Experts at Newcastle University found that individuals who ate a Mediterranean-like diet had up to 23% lower risk for dementia than those who did not.
This research, published in BMC Medicine, claims it is one of the biggest studies of its kind as previous studies have typically been limited to small sample sizes and low numbers of dementia cases.
Priority for researchers
Scientists analysed data from 60,298 individuals from the UK Biobank, a large cohort including individuals from across the UK, who had completed a dietary assessment.
The authors scored individuals based on how closely their diet matched the key features of a Mediterranean one. The participants were followed for almost a decade, during which time there were 882 cases of dementia.
The authors considered each individual’s genetic risk for dementia by estimating what is known as their polygenic risk - a measure of all the different genes that are related to the risk of dementia.
The research also involved experts from the universities of Edinburgh, UEA and Exeter and was part of the Medical Research Council-funded NuBrain consortium.
“Dementia impacts the lives of millions of individuals throughout the world, and there are currently limited options for treating this condition,” said Dr Oliver Shannon, Lecturer in Human Nutrition and Ageing, Newcastle University, who led the study with Professor Emma Stevenson and joint senior author Professor David Llewellyn.
“Finding ways to reduce our risk of developing dementia is, therefore, a major priority for researchers and clinicians.
“Our study suggests that eating a more Mediterranean-like diet could be one strategy to help individuals lower their risk of dementia.”
The authors found there was no significant interaction between the polygenic risk for dementia and the associations between Mediterranean diet adherence. They say this may indicate that even for those with a higher genetic risk, having a better diet could reduce the likelihood of developing the condition.
This finding was not consistent across all the analyses and the authors propose further research is needed to assess the interaction between diet and genetics on dementia risk.
John Mathers, Professor of Human Nutrition, Newcastle University, said: “The good news from this study is that, even for those with higher genetic risk, having a better diet reduced the likelihood of developing dementia.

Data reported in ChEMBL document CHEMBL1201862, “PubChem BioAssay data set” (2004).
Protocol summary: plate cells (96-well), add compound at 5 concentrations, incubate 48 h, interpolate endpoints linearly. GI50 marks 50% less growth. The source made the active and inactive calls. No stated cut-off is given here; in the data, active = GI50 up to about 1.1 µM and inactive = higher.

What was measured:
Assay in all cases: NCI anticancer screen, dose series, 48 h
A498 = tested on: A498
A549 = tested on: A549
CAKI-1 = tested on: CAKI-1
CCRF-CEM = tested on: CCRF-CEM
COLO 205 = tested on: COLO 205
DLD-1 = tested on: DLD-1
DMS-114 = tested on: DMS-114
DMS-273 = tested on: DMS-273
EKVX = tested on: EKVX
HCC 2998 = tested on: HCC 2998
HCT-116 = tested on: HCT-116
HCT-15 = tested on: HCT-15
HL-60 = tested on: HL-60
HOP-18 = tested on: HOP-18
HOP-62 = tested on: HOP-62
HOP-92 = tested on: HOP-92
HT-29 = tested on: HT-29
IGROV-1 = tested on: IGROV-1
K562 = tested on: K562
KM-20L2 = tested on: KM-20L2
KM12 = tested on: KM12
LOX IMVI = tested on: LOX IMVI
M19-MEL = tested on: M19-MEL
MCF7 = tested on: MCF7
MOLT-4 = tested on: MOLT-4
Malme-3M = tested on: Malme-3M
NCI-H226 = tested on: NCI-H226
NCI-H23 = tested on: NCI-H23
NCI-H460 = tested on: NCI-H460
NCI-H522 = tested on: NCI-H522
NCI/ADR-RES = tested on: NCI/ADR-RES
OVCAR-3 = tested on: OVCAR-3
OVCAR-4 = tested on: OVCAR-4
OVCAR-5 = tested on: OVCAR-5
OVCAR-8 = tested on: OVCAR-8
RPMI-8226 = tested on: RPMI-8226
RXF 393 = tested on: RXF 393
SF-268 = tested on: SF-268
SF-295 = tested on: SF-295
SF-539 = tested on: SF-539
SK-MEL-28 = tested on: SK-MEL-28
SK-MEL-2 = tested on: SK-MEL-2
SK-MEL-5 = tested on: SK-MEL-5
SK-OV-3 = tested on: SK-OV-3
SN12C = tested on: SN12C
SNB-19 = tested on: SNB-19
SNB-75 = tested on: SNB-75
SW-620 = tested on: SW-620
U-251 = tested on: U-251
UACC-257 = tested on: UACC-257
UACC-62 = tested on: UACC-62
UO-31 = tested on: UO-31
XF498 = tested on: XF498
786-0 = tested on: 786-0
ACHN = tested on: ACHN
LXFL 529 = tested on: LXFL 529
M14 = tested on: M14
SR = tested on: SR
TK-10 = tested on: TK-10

“Although more research is needed in this area, this strengthens the public health message that we can all help to reduce our risk of dementia by eating a more Mediterranean-like diet.”
The authors cautioned that their analysis is limited to individuals who self-reported their ethnic background as white, British or Irish, as genetic data was only available based on European ancestry, and that further research is needed in a range of populations to determine the potential benefit.
They concluded that, based on their data, a Mediterranean diet that has a high intake of healthy plant-based foods may be an important intervention to incorporate into future strategies to reduce dementia risk.
Dr Janice Ranson, at the University of Exeter, joint lead author on the paper, said: “The findings from this large population-based study underscore the long-term brain health benefits of consuming a Mediterranean diet, which is rich in fruits, vegetables, whole grains, and healthy fats.
“The protective effect of this diet against dementia was evident regardless of a person’s genetic risk, and so this is likely to be a beneficial lifestyle choice for people looking to make healthy dietary choices and reduce their risk of dementia.
“Future dementia prevention efforts could go beyond generic healthy diet advice and focus on supporting people to increase consumption of specific foods and nutrients that are essential for brain health.”
Mediterranean diet adherence is associated with lower dementia risk, independent of genetic predisposition: findings from the UK Biobank prospective cohort study